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» The Ornery American Forum » General Comments » Boy goes back to school...as a girl.

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Author Topic: Boy goes back to school...as a girl.
scouser1
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I "kid" you not.
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asmalls4
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I agree that the parents of the other students should have been told about this before the assembly so that they could tell their kids and talk to them about it. Maybe it wouldn't have been such a shock if the kids had heard before hand from their parents than to just arrive at school and be very confused by the fact that a once male student was now female. And for the school to than demand that the students call her by her girl name and refer to her as a girl. Its understandable that some of the kids were scared and were crying. Thats a lot to take in so suddenly.
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TommySama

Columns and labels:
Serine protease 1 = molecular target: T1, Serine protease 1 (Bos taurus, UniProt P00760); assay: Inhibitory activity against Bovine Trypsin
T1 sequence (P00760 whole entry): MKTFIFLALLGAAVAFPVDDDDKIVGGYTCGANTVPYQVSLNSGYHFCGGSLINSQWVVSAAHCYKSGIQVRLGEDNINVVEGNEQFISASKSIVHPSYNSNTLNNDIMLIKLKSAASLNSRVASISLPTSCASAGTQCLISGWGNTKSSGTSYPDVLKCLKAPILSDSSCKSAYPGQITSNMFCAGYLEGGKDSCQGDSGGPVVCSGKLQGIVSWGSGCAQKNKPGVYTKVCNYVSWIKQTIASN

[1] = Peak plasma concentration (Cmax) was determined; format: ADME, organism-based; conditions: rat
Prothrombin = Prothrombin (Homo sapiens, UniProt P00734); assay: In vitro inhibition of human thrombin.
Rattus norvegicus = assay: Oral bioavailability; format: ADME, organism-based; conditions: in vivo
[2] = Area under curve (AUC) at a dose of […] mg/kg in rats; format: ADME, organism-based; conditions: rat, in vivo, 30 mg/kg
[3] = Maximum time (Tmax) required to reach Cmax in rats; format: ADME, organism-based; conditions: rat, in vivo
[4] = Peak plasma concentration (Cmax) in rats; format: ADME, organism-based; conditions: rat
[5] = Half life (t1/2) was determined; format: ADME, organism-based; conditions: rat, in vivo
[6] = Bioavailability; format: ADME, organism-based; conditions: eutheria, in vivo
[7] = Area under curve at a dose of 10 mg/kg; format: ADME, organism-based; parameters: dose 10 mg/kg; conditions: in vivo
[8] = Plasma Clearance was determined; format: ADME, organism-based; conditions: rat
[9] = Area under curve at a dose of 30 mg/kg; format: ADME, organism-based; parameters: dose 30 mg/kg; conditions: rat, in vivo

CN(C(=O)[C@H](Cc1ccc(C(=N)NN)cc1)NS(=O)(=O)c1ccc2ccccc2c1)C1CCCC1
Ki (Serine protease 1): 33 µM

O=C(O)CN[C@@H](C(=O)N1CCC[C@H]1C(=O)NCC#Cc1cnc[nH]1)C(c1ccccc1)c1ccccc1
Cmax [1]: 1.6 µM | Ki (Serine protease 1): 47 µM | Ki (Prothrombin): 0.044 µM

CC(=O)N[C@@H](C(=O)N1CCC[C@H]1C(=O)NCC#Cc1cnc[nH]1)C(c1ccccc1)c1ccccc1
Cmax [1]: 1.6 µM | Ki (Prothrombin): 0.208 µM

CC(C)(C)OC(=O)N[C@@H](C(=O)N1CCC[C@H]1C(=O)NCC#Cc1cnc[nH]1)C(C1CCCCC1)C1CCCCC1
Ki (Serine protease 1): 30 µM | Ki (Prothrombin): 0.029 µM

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Why is he being allowed to have this surgery at such a young age?
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Funean
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I bet he was born intersexed and they made (innocently) the wrong remediation choice at birth. Under most circumstances sexual dysmorphia is not diagnosed or treated until adulthood, but when a kid is born with ambiguous gender the picture is different.
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Rallan
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quote:
Originally posted by TommySama:
Why is he being allowed to have this surgery at such a young age?

If you read the article, you'll find she hasn't had surgery yet. Apparently she can't even begin hormone therapy until after the onset of puberty, so I'm guessing surgery won't be on the cards until her physical development is finished.

So only time will tell whether she can beat that sixteen year old German's record as the world's youngest post-op transsexual.

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Jordan
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quote:
Tommy-sama:
Why is he being allowed to have this surgery at such a young age?